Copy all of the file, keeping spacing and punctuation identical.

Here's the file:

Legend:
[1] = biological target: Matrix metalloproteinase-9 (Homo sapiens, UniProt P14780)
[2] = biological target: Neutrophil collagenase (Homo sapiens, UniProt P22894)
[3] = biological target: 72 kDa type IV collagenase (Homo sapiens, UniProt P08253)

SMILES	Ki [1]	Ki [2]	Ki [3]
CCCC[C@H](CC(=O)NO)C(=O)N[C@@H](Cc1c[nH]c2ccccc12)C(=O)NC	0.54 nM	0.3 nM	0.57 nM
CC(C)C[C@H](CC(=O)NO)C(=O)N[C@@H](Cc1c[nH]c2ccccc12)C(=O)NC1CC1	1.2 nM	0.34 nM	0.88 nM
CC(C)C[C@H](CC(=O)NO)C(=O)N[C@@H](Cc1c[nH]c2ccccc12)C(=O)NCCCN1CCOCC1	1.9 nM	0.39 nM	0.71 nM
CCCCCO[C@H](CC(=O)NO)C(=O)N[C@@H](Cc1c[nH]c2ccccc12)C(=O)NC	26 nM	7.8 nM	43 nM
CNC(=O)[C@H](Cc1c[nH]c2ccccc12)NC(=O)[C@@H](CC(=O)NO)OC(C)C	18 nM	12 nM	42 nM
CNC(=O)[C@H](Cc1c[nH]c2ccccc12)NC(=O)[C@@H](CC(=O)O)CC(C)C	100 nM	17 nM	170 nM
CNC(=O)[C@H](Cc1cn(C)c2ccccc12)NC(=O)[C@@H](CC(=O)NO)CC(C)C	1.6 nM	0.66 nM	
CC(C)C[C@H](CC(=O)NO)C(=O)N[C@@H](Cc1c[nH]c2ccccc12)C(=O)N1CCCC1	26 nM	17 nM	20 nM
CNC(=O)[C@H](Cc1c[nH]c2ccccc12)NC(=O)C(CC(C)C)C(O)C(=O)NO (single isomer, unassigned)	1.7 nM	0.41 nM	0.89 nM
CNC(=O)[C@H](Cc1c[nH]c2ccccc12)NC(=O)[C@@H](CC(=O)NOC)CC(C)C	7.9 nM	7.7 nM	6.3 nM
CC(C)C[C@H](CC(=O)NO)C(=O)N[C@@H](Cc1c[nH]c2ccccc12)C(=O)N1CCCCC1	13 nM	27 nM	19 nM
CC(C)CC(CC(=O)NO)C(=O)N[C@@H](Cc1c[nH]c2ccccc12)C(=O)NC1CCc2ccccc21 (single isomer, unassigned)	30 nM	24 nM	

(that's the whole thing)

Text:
Legend:
[1] = biological target: Matrix metalloproteinase-9 (Homo sapiens, UniProt P14780)
[2] = biological target: Neutrophil collagenase (Homo sapiens, UniProt P22894)
[3] = biological target: 72 kDa type IV collagenase (Homo sapiens, UniProt P08253)

SMILES	Ki [1]	Ki [2]	Ki [3]
CCCC[C@H](CC(=O)NO)C(=O)N[C@@H](Cc1c[nH]c2ccccc12)C(=O)NC	0.54 nM	0.3 nM	0.57 nM
CC(C)C[C@H](CC(=O)NO)C(=O)N[C@@H](Cc1c[nH]c2ccccc12)C(=O)NC1CC1	1.2 nM	0.34 nM	0.88 nM
CC(C)C[C@H](CC(=O)NO)C(=O)N[C@@H](Cc1c[nH]c2ccccc12)C(=O)NCCCN1CCOCC1	1.9 nM	0.39 nM	0.71 nM
CCCCCO[C@H](CC(=O)NO)C(=O)N[C@@H](Cc1c[nH]c2ccccc12)C(=O)NC	26 nM	7.8 nM	43 nM
CNC(=O)[C@H](Cc1c[nH]c2ccccc12)NC(=O)[C@@H](CC(=O)NO)OC(C)C	18 nM	12 nM	42 nM
CNC(=O)[C@H](Cc1c[nH]c2ccccc12)NC(=O)[C@@H](CC(=O)O)CC(C)C	100 nM	17 nM	170 nM
CNC(=O)[C@H](Cc1cn(C)c2ccccc12)NC(=O)[C@@H](CC(=O)NO)CC(C)C	1.6 nM	0.66 nM	
CC(C)C[C@H](CC(=O)NO)C(=O)N[C@@H](Cc1c[nH]c2ccccc12)C(=O)N1CCCC1	26 nM	17 nM	20 nM
CNC(=O)[C@H](Cc1c[nH]c2ccccc12)NC(=O)C(CC(C)C)C(O)C(=O)NO (single isomer, unassigned)	1.7 nM	0.41 nM	0.89 nM
CNC(=O)[C@H](Cc1c[nH]c2ccccc12)NC(=O)[C@@H](CC(=O)NOC)CC(C)C	7.9 nM	7.7 nM	6.3 nM
CC(C)C[C@H](CC(=O)NO)C(=O)N[C@@H](Cc1c[nH]c2ccccc12)C(=O)N1CCCCC1	13 nM	27 nM	19 nM
CC(C)CC(CC(=O)NO)C(=O)N[C@@H](Cc1c[nH]c2ccccc12)C(=O)NC1CCc2ccccc21 (single isomer, unassigned)	30 nM	24 nM	